The prevalence of ischemic heart disease is lower in premenopausal females than in males of corresponding age. This should be related to gender differences in coronary functions. We tested whether biomechanical differences exist between intramural coronary resistance arteries of male and female rats. Intramural branches of the left anterior descending coronary artery (uniformly ∼200 μm in diameter) were isolated, cannulated and studied by microarteriography. Intraluminal pressure was increased from 2 to 90 mmHg in steps and steady-state diameters were measured. Measurements were repeated in the presence of vasoconstrictor U46619 (10-6 M) and the endothelial coronary vasodilator bradykinin (BK) (10-6 M). Finally, passive diameters were recorded in calcium-free saline. A similar inner radius and a higher wall thickness (41.5±2.9 μm vs. 31.4±2.7 μm at 50 mmHg in the passive condition, p < 0.05) resulted in lower tangential wall stresses in male rats (18.9±1.9 kPa vs. 24.9±2.5 kPa at 50 mmHg, p < 0.05). Isobaric elastic modulus of vessels from male animals was significantly smaller at higher pressures. Vasoconstrictor response was significantly stronger in male than in female animals. Endothelial relaxations induced by BK were not different. This is the first demonstration that biomechanical characteristics of intramural coronary resistance arteries of a mammalian species are different in the male and female sexes. Higher wall thickness and higher vascular contractility in males are associated with similar endothelial function and larger high-pressure elasticity compared to females. These gender differences in biomechanics of coronary resistance arteries of rats may contribute to our better understanding the characteristic physiological and pathological differences in humans.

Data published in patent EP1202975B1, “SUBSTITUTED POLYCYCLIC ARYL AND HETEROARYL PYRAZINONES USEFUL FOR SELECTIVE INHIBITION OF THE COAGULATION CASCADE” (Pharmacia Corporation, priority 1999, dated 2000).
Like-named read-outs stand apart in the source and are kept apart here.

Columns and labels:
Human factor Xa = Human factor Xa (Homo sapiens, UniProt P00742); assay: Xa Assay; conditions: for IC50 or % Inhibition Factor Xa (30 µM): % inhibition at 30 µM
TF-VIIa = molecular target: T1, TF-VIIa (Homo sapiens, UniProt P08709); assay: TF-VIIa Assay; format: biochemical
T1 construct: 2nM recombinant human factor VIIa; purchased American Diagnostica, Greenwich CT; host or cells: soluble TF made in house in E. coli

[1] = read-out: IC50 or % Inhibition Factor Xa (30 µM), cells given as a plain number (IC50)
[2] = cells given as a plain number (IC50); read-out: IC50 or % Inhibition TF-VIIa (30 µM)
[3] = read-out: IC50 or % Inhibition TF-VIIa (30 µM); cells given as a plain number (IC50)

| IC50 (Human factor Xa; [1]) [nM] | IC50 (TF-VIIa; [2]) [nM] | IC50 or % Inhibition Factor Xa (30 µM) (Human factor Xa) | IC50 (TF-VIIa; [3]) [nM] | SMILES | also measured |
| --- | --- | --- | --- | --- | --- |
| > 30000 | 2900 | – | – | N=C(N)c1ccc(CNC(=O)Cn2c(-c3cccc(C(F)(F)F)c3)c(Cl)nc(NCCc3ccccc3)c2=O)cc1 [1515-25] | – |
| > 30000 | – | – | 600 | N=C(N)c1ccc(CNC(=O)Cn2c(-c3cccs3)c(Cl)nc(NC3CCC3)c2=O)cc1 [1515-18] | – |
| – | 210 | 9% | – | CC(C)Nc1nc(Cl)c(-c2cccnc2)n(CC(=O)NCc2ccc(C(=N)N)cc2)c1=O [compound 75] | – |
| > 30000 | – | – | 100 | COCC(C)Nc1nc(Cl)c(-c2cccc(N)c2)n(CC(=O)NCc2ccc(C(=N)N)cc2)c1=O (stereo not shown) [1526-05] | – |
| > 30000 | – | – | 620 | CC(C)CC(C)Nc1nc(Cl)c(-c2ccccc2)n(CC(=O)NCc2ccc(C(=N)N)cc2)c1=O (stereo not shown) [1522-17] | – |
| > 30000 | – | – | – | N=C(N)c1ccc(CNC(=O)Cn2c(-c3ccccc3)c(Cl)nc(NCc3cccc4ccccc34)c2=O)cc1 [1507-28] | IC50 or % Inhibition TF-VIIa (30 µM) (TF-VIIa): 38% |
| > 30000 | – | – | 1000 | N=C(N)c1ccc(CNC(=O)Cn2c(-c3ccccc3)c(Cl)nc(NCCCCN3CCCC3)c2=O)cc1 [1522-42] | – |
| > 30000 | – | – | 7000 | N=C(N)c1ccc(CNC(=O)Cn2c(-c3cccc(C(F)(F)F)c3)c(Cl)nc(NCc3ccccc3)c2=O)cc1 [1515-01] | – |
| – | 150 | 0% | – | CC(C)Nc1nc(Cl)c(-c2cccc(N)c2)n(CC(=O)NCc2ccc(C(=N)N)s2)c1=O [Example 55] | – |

- Coronary arteries
- Resistance arteries
ASJC Scopus subject areas
- Orthopedics and Sports Medicine
- Biomedical Engineering